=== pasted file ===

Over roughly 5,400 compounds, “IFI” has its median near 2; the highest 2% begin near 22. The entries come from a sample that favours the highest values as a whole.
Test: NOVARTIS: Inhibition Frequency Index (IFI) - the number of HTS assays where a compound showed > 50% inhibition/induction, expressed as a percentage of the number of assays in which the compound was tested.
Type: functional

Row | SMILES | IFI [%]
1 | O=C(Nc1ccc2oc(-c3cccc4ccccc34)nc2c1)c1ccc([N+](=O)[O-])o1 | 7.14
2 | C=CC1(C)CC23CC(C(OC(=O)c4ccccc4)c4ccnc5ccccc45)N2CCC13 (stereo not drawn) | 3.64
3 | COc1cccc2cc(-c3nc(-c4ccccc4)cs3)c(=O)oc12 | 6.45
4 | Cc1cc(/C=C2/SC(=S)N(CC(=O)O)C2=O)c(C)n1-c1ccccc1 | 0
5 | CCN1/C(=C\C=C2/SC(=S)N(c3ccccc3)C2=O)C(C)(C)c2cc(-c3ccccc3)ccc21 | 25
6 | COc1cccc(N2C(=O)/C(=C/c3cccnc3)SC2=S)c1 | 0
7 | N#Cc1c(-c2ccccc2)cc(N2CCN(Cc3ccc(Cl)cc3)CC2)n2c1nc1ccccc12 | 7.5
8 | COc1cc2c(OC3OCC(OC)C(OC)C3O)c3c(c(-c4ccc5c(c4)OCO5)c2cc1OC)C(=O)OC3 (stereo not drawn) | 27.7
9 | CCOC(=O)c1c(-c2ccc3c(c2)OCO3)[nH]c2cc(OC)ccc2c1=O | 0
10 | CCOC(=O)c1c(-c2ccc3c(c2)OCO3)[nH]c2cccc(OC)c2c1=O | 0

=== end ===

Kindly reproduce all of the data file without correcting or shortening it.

Over roughly 5,400 compounds, “IFI” has its median near 2; the highest 2% begin near 22. The entries come from a sample that favours the highest values as a whole.
Test: NOVARTIS: Inhibition Frequency Index (IFI) - the number of HTS assays where a compound showed > 50% inhibition/induction, expressed as a percentage of the number of assays in which the compound was tested.
Type: functional

Row | SMILES | IFI [%]
1 | O=C(Nc1ccc2oc(-c3cccc4ccccc34)nc2c1)c1ccc([N+](=O)[O-])o1 | 7.14
2 | C=CC1(C)CC23CC(C(OC(=O)c4ccccc4)c4ccnc5ccccc45)N2CCC13 (stereo not drawn) | 3.64
3 | COc1cccc2cc(-c3nc(-c4ccccc4)cs3)c(=O)oc12 | 6.45
4 | Cc1cc(/C=C2/SC(=S)N(CC(=O)O)C2=O)c(C)n1-c1ccccc1 | 0
5 | CCN1/C(=C\C=C2/SC(=S)N(c3ccccc3)C2=O)C(C)(C)c2cc(-c3ccccc3)ccc21 | 25
6 | COc1cccc(N2C(=O)/C(=C/c3cccnc3)SC2=S)c1 | 0
7 | N#Cc1c(-c2ccccc2)cc(N2CCN(Cc3ccc(Cl)cc3)CC2)n2c1nc1ccccc12 | 7.5
8 | COc1cc2c(OC3OCC(OC)C(OC)C3O)c3c(c(-c4ccc5c(c4)OCO5)c2cc1OC)C(=O)OC3 (stereo not drawn) | 27.7
9 | CCOC(=O)c1c(-c2ccc3c(c2)OCO3)[nH]c2cc(OC)ccc2c1=O | 0
10 | CCOC(=O)c1c(-c2ccc3c(c2)OCO3)[nH]c2cccc(OC)c2c1=O | 0